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Yes, it can if the operating agreement is structured correctly (and you would need to see a local tax attorney for assistance in that regard) and if you can justify paying yourself less than what your business makes. In other words, and in regard to the latter requirement, you would need to be able to prove (if the IRS questions it) that paying yourself $50,000 per year (as an example) is reasonable compensation for the services rendered and that the remaining $70,000 of profit (as an example) is pure business profit and may pass through to you as an owner, not as an employee.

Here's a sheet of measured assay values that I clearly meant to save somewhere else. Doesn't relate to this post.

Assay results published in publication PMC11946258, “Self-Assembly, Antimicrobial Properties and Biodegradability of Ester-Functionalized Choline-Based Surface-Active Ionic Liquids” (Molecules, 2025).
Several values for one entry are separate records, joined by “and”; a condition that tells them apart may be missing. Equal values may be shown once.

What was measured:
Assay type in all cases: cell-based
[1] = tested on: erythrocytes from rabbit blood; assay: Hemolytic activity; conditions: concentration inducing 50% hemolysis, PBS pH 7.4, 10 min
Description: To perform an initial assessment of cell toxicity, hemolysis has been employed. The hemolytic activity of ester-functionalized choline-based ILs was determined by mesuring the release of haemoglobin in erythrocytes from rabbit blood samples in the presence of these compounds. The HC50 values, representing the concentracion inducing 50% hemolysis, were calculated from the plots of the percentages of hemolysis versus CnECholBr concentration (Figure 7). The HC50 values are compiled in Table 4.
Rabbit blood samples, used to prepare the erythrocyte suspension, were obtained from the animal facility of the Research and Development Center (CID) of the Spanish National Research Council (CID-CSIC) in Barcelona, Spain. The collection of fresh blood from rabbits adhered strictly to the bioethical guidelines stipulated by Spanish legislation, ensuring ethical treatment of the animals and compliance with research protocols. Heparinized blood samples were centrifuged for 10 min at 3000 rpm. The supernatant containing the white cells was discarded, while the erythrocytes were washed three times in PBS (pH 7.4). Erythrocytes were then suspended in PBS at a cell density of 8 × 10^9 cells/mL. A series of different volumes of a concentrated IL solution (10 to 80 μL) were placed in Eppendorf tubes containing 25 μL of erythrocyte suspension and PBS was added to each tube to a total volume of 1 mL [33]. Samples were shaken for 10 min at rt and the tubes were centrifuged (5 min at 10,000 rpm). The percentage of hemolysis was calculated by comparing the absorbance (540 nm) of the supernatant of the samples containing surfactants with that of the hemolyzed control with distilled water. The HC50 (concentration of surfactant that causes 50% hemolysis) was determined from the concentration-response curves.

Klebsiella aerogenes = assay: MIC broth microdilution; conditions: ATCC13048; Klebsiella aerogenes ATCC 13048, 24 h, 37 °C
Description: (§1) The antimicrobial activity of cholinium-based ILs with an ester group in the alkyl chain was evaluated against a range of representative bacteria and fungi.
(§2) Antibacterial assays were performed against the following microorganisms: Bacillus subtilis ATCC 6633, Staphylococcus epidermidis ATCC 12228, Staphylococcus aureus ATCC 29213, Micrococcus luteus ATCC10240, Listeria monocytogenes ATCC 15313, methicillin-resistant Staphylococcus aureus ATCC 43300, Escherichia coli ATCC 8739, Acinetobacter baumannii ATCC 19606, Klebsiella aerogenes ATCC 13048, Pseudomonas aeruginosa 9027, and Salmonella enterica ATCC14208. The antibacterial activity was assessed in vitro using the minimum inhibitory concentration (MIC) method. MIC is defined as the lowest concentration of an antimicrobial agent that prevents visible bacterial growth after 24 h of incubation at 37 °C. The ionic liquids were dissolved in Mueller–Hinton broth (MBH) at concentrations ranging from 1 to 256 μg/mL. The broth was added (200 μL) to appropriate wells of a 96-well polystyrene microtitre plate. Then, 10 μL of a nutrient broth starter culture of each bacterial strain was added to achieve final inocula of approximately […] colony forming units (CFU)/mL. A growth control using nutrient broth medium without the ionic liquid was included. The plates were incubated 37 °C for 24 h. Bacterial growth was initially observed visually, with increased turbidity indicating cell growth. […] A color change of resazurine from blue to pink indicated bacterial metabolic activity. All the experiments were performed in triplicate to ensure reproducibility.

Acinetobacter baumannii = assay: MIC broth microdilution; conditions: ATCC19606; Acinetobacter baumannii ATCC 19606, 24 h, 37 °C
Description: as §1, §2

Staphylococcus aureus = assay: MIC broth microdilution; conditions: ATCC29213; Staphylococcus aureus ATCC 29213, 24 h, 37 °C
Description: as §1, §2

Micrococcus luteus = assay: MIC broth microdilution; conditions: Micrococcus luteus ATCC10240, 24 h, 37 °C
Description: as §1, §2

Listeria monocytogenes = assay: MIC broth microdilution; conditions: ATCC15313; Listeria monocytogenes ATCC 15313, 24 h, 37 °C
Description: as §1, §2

Then you only have to pay self-employment taxes on the $50,000 and not the whole $120,000.
Then you shouldn't have any issues. The LLC is not what really matters -- it's that your LLC must be taxed as an S-corp. An s-corp cannot have a non-resident alien member.
Here is some more information on your initial questions re the tax savings for an LLC taxed as an S-corp: